Jonesy is a self-described “cool dork”. She spends most of her time watching anime, making zines, or working at her Dad’s donut shop until she discovers that she bears the powers of Cupid. Jonesy can make anyone fall in love with anyone, well, except for herself. This leads to all sorts of interesting situations involving the school dance, ferrets, a city carnival, a mega-famous singer, her dad, the principal, and an incident concerning carnations and the entire student body.

The issues that make up this first volume of Jonesy are above all, incredibly fun. The writing is smart and full of humor. Jonesy has a very distinctive speech pattern that makes her character both endearing and unique. For example, she calls her pet ferret “her first born ferret son.” The relationships in the book are also really well written. Jonesy comes from a divorced family, lives with her father, who is constantly making terrible puns, and receives frequent phone advice from her grandmother whom she affectionately calls “abuelita”. Along with Jonesy’s lively family the book is also served by a great group of supporting friends from her high school as well as frenemies who serve as victims, saviors, and pawns in her romantic schemes. It is lovely to see so much diversity in a single graphic novel.

The art in the book is best described as vibrant. The colors, lines, and character designs are bold and striking. Caitlin Rose Boyle has created a style for Jonesy that is uniquely her own, featuring multiple piercings in her ears, a wild mane of hair, and layered punk/emo/rocker chic clothes. The comic’s colors, by Mickey Quinn,  are extraordinary. Rich purples, blues, greens, yellows, oranges, and blacks that really drive the action. The artists also employ an interesting technique where the characters in the foreground are bolded compared to the characters and scenery in the background, which often appear in a muted complementary color to the foreground action.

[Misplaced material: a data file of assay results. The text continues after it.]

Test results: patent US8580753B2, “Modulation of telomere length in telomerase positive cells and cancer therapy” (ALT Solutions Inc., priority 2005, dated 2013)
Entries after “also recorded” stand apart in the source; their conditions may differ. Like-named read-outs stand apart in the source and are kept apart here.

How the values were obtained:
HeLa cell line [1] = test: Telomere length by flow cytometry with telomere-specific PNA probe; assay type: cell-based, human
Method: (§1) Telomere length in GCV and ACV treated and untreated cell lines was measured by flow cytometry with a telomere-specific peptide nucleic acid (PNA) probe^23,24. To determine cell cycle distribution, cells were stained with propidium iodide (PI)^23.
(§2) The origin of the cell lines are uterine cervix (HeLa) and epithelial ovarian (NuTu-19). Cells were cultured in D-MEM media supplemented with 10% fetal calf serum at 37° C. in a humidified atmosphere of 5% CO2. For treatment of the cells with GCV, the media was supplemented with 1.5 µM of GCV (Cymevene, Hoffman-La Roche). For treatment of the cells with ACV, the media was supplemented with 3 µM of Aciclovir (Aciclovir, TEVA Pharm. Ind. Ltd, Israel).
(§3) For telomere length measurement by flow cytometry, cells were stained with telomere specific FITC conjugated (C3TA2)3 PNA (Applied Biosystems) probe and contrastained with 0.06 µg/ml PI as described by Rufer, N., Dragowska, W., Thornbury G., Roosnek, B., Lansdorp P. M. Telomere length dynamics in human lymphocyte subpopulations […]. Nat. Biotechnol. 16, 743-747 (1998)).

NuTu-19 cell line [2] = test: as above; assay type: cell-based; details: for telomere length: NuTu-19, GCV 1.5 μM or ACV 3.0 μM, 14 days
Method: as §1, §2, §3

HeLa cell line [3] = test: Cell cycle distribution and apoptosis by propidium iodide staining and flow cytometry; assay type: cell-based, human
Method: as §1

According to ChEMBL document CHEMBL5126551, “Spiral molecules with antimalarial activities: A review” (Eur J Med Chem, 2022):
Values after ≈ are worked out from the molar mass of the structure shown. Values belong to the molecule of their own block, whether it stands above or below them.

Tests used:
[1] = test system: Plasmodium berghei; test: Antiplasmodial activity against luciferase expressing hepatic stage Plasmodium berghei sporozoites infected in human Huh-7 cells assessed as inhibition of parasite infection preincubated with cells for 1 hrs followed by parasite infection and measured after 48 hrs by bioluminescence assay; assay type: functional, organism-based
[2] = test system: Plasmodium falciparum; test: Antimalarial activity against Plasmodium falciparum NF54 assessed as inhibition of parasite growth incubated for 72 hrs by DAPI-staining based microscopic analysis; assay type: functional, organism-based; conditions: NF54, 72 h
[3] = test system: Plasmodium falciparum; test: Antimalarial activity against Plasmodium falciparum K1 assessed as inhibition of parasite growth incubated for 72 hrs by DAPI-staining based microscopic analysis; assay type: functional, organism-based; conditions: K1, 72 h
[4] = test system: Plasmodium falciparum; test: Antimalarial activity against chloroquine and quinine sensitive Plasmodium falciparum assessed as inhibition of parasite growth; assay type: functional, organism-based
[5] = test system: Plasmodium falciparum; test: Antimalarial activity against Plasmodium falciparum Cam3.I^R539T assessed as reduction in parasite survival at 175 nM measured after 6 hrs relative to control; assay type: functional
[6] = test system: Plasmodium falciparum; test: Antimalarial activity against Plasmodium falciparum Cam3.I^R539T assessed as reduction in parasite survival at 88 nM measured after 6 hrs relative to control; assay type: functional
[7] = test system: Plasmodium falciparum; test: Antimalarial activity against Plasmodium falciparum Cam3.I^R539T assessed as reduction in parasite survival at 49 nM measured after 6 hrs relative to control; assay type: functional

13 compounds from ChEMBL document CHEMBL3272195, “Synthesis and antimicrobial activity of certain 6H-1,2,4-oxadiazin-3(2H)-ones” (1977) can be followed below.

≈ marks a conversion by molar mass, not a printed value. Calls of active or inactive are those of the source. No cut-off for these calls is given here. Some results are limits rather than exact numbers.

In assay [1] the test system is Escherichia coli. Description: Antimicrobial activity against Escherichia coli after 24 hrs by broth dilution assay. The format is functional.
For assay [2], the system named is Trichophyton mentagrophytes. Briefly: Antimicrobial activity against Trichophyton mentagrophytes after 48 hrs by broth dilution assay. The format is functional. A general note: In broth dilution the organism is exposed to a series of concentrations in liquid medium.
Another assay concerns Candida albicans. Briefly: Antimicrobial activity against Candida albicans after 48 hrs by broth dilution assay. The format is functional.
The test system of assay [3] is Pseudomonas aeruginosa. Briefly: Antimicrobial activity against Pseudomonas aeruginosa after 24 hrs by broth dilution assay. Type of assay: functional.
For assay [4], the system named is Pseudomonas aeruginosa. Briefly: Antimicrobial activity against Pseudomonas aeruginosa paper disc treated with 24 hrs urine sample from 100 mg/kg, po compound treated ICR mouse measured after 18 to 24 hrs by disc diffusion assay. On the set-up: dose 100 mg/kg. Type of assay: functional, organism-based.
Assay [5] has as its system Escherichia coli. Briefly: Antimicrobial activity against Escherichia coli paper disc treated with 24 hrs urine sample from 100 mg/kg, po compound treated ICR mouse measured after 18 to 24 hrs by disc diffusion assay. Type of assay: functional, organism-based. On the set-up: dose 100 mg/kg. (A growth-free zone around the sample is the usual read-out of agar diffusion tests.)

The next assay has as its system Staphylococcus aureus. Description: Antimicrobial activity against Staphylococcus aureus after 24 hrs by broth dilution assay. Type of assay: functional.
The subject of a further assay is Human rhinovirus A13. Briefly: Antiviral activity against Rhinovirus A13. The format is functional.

Jonesy’s world is firmly set in her high school and features mostly teen antics. She starts almost every issue off by lamenting the fact that it is the worst day ever and describing why. This dramatization will appeal to teens and fans of Raina Telgemeier’s books Smile and Sisters, as they share a lot of the same real world angst. But Jonesy also has its own touch of fantasy zaniness like what you might find in Steven Universe or Adventure Time.

Overall, Jonesy is just incredibly enjoyable to read. Each page is funny, bright, and entertaining. and the comic will appeal to a wide audience of readers. Teens will especially enjoy Jonesy’s irreverent attitude towards school and life, while empathizing with her desire to solve her own problems and “fix” her mistakes.

Jonesy, vol. 1
by Sam Humphries
Art by Caitlin Rose Boyle
ISBN: 9781608868834
Boom!, 2016
Publisher Age Rating: Teen

  • Danielle Boyd

    Past Reviewer

    This reviewer is not longer actively working on our site, but we would not be here if not for our many dedicated contributors over the years. We thank all of them for their reviews, features, and support! Danielle Boyd worked hard through four years of college at the University of Idaho to receive a BS in Business Economics. When she woke up from nightmares of office jobs during her final semester she immediately turned around and pursued a MLS from the University of North Texas in 2011. Between degrees she worked for two years at Captain Comics where her love of X-Men comics and all things Wonder Woman turned into a money-hogging obsession. She is a diehard DC fan and will argue the merits of Superman over Batman all day long. When adulthood came calling in 2014 she became a Youth Services Librarian at the Main Library branch of the Boise Public Library in Boise, Idaho. She currently creates and promotes programs at the library based on all forms of geekery and nerdiness as well as peddling comics to patrons, staff, and family members at every opportunity.

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